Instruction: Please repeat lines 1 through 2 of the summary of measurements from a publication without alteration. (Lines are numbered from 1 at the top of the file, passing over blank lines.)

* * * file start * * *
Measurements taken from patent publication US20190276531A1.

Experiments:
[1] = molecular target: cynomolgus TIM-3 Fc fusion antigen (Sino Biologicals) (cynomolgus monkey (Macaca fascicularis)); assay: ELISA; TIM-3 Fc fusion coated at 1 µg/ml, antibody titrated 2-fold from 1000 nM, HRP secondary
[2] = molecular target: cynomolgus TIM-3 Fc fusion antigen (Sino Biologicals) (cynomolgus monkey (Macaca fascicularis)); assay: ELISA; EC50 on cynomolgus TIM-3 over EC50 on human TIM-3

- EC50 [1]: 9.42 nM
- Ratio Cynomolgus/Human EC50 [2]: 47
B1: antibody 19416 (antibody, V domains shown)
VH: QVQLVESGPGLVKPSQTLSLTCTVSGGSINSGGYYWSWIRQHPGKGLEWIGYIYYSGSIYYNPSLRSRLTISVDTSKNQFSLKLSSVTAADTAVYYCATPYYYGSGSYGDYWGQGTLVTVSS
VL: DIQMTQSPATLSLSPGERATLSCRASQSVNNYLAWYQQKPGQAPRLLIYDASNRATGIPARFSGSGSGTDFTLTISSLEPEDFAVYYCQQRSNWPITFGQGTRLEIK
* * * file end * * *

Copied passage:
Measurements taken from patent publication US20190276531A1.

Experiments: